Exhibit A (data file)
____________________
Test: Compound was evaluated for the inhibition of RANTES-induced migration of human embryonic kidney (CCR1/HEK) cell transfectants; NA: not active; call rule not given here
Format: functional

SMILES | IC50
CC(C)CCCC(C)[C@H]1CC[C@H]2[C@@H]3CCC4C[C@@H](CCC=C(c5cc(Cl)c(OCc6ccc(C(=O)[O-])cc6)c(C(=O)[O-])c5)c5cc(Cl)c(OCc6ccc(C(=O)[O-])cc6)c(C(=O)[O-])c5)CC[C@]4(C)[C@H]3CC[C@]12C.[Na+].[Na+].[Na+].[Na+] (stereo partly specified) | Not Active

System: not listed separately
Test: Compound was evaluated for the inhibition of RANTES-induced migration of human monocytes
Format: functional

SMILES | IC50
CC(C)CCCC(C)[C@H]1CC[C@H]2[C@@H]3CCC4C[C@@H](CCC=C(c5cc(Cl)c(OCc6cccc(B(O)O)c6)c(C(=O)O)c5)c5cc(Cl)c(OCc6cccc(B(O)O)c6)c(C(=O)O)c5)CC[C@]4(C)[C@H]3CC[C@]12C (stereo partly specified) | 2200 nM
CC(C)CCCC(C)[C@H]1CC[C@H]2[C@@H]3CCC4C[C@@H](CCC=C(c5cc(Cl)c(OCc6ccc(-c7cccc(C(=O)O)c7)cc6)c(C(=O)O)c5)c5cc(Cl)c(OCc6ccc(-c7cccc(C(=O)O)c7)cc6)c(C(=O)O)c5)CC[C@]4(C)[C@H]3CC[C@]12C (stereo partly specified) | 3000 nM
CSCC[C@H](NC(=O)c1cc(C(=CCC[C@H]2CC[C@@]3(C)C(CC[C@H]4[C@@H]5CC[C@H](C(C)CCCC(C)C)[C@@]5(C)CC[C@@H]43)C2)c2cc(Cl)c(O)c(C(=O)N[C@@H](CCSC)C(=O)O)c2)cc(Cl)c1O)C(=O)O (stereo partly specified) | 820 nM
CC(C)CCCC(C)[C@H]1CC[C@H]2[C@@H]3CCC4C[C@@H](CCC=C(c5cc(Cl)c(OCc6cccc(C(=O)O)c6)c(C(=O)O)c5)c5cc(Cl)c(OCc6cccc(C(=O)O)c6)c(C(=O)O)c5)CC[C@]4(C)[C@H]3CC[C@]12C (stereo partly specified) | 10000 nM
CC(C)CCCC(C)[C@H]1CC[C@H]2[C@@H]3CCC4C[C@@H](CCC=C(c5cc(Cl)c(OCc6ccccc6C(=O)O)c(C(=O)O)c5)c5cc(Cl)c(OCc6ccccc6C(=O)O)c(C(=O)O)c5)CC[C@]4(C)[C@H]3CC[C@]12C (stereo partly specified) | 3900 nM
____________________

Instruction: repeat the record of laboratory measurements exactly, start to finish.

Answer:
Test: Compound was evaluated for the inhibition of RANTES-induced migration of human embryonic kidney (CCR1/HEK) cell transfectants; NA: not active; call rule not given here
Format: functional

SMILES | IC50
CC(C)CCCC(C)[C@H]1CC[C@H]2[C@@H]3CCC4C[C@@H](CCC=C(c5cc(Cl)c(OCc6ccc(C(=O)[O-])cc6)c(C(=O)[O-])c5)c5cc(Cl)c(OCc6ccc(C(=O)[O-])cc6)c(C(=O)[O-])c5)CC[C@]4(C)[C@H]3CC[C@]12C.[Na+].[Na+].[Na+].[Na+] (stereo partly specified) | Not Active

System: not listed separately
Test: Compound was evaluated for the inhibition of RANTES-induced migration of human monocytes
Format: functional

SMILES | IC50
CC(C)CCCC(C)[C@H]1CC[C@H]2[C@@H]3CCC4C[C@@H](CCC=C(c5cc(Cl)c(OCc6cccc(B(O)O)c6)c(C(=O)O)c5)c5cc(Cl)c(OCc6cccc(B(O)O)c6)c(C(=O)O)c5)CC[C@]4(C)[C@H]3CC[C@]12C (stereo partly specified) | 2200 nM
CC(C)CCCC(C)[C@H]1CC[C@H]2[C@@H]3CCC4C[C@@H](CCC=C(c5cc(Cl)c(OCc6ccc(-c7cccc(C(=O)O)c7)cc6)c(C(=O)O)c5)c5cc(Cl)c(OCc6ccc(-c7cccc(C(=O)O)c7)cc6)c(C(=O)O)c5)CC[C@]4(C)[C@H]3CC[C@]12C (stereo partly specified) | 3000 nM
CSCC[C@H](NC(=O)c1cc(C(=CCC[C@H]2CC[C@@]3(C)C(CC[C@H]4[C@@H]5CC[C@H](C(C)CCCC(C)C)[C@@]5(C)CC[C@@H]43)C2)c2cc(Cl)c(O)c(C(=O)N[C@@H](CCSC)C(=O)O)c2)cc(Cl)c1O)C(=O)O (stereo partly specified) | 820 nM
CC(C)CCCC(C)[C@H]1CC[C@H]2[C@@H]3CCC4C[C@@H](CCC=C(c5cc(Cl)c(OCc6cccc(C(=O)O)c6)c(C(=O)O)c5)c5cc(Cl)c(OCc6cccc(C(=O)O)c6)c(C(=O)O)c5)CC[C@]4(C)[C@H]3CC[C@]12C (stereo partly specified) | 10000 nM
CC(C)CCCC(C)[C@H]1CC[C@H]2[C@@H]3CCC4C[C@@H](CCC=C(c5cc(Cl)c(OCc6ccccc6C(=O)O)c(C(=O)O)c5)c5cc(Cl)c(OCc6ccccc6C(=O)O)c(C(=O)O)c5)CC[C@]4(C)[C@H]3CC[C@]12C (stereo partly specified) | 3900 nM